Amazon Textract
Developer Guide

Exporting Tables into a CSV File

This Python example shows how to export tables into a comma-separated values (CSV) file. Table information is returned as Block objects from a call to AnalyzeDocument. For more information, see Tables. The Block objects are stored in a map structure that's used to export the table data into a CSV file.

The functions that are specific to Amazon Textract are:

  • get_table_csv_results – Calls AnalyzeDocument, and builds a map of tables that are detected in the document. Creates a CSV representation of all detected tables.

  • generate_table_csv – Generates the CSV file for an individual table.

  • get_rows_columns_map – Gets the rows and columns from the map.

  • get_text – Gets the text from a cell.


You can download the source code from

To export tables into a CSV file

  1. Configure your environment. For more information, see Prerequisites.

  2. Save the following example code to a file named

    import webbrowser, os import json import boto3 import io from io import BytesIO import sys from pprint import pprint def get_rows_columns_map(table_result, blocks_map): rows = {} for relationship in table_result['Relationships']: if relationship['Type'] == 'CHILD': for child_id in relationship['Ids']: cell = blocks_map[child_id] if cell['BlockType'] == 'CELL': row_index = cell['RowIndex'] col_index = cell['ColumnIndex'] if row_index not in rows: # create new row rows[row_index] = {} # get the text value rows[row_index][col_index] = get_text(cell, blocks_map) return rows def get_text(result, blocks_map): text = '' if 'Relationships' in result: for relationship in result['Relationships']: if relationship['Type'] == 'CHILD': for child_id in relationship['Ids']: word = blocks_map[child_id] if word['BlockType'] == 'WORD': text += word['Text'] + ' ' if word['BlockType'] == 'SELECTION_ELEMENT': if word['SelectionStatus'] =='SELECTED': text += 'X ' return text def get_table_csv_results(file_name): with open(file_name, 'rb') as file: img_test = bytes_test = bytearray(img_test) print('Image loaded', file_name) # process using image bytes # get the results client = boto3.client('textract') response = client.analyze_document(Document={'Bytes': bytes_test}, FeatureTypes=['TABLES']) # Get the text blocks blocks=response['Blocks'] pprint(blocks) blocks_map = {} table_blocks = [] for block in blocks: blocks_map[block['Id']] = block if block['BlockType'] == "TABLE": table_blocks.append(block) if len(table_blocks) <= 0: return "<b> NO Table FOUND </b>" csv = '' for index, table in enumerate(table_blocks): csv += generate_table_csv(table, blocks_map, index +1) csv += '\n\n' return csv def generate_table_csv(table_result, blocks_map, table_index): rows = get_rows_columns_map(table_result, blocks_map) table_id = 'Table_' + str(table_index) # get cells. csv = 'Table: {0}\n\n'.format(table_id) for row_index, cols in rows.items(): for col_index, text in cols.items(): csv += '{}'.format(text) + "," csv += '\n' csv += '\n\n\n' return csv def main(file_name): table_csv = get_table_csv_results(file_name) output_file = 'output.csv' # replace content with open(output_file, "wt") as fout: fout.write(table_csv) # show the results print('CSV OUTPUT FILE: ', output_file) if __name__ == "__main__": file_name = sys.argv[1] main(file_name)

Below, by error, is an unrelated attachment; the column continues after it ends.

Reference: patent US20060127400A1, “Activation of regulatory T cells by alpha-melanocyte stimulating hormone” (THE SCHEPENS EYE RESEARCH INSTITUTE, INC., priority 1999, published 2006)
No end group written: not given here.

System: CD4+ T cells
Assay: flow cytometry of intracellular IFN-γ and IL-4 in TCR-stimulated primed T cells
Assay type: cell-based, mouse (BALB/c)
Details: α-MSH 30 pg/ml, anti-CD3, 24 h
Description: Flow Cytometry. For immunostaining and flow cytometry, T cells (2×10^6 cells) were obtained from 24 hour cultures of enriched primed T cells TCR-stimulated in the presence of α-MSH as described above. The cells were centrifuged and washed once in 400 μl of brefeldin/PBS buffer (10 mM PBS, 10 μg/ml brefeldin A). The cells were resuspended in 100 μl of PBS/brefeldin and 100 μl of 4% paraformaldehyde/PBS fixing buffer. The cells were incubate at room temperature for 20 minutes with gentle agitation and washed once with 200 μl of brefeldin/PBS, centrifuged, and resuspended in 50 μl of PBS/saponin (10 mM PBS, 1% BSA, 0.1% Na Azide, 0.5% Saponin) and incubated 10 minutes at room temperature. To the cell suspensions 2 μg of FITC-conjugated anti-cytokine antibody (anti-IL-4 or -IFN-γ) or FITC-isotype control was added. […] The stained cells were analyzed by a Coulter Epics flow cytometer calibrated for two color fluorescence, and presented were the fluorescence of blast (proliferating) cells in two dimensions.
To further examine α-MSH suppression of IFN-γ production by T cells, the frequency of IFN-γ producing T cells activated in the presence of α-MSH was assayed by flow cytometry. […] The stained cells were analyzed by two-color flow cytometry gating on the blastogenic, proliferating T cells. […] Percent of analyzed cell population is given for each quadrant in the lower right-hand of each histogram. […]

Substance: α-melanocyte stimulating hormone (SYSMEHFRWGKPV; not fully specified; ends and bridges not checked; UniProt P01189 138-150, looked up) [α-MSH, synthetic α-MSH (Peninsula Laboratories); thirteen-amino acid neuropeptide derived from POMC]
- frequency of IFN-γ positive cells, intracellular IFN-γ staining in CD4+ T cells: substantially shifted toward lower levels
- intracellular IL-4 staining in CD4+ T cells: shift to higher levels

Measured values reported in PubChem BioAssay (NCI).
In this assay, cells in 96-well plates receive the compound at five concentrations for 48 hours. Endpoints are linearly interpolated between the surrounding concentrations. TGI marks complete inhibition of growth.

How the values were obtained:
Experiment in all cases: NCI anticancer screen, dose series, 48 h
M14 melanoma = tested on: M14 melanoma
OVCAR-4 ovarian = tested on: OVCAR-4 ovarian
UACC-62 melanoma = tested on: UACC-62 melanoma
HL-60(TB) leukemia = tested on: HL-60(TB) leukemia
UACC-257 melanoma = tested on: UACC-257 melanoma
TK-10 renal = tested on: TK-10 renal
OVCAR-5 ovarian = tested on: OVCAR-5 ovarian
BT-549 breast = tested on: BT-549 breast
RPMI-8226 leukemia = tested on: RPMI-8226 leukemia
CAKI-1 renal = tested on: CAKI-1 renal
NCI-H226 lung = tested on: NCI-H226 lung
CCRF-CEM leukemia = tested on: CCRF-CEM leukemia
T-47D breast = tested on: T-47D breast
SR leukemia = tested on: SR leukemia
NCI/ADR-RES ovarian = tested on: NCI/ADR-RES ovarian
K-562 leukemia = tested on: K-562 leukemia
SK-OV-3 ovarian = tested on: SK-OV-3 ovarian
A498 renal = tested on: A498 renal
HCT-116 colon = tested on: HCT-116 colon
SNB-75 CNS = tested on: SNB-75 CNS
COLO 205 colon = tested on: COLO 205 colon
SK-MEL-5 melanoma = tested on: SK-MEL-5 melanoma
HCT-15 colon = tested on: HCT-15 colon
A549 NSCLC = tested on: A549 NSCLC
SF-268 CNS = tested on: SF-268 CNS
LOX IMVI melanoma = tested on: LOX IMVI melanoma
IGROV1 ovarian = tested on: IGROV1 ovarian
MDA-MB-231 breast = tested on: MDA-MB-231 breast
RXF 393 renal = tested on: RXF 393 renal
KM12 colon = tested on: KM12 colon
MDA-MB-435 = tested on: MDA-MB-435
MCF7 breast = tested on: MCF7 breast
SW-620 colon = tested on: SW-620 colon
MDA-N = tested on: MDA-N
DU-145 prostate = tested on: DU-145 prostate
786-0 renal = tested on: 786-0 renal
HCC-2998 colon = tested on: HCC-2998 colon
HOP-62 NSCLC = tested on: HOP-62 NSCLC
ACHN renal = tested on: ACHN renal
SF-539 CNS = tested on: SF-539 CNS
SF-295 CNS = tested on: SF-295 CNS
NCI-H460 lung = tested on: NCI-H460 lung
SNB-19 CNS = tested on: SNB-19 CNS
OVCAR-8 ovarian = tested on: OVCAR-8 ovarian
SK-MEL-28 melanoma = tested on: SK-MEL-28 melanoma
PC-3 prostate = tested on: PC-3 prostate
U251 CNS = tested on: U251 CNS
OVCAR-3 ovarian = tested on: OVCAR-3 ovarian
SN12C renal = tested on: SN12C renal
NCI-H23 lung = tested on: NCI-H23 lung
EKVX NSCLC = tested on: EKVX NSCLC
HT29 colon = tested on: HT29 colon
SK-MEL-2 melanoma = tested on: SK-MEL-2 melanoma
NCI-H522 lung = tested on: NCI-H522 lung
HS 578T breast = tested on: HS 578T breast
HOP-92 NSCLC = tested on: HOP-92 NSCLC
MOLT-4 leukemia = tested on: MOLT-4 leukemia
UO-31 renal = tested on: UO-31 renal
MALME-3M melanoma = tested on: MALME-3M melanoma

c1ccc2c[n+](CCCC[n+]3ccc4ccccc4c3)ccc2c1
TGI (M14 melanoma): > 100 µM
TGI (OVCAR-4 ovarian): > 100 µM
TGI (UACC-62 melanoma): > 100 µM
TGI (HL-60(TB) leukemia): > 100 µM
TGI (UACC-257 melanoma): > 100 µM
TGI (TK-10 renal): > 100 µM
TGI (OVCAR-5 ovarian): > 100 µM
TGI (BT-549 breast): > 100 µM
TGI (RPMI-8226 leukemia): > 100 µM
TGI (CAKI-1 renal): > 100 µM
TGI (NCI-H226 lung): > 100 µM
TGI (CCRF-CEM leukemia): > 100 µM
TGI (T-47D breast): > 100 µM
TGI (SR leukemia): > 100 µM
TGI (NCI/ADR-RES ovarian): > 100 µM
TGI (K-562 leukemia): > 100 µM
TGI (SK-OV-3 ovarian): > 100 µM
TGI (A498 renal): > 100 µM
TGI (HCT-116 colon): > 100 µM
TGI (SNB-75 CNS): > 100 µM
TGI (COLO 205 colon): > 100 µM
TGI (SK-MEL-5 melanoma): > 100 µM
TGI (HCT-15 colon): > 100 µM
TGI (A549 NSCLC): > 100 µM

3. At the command prompt, enter the following command. Replace file with the document image file that you want to analyze.

    python file

When you run the example, the CSV output is saved to a file named output.csv.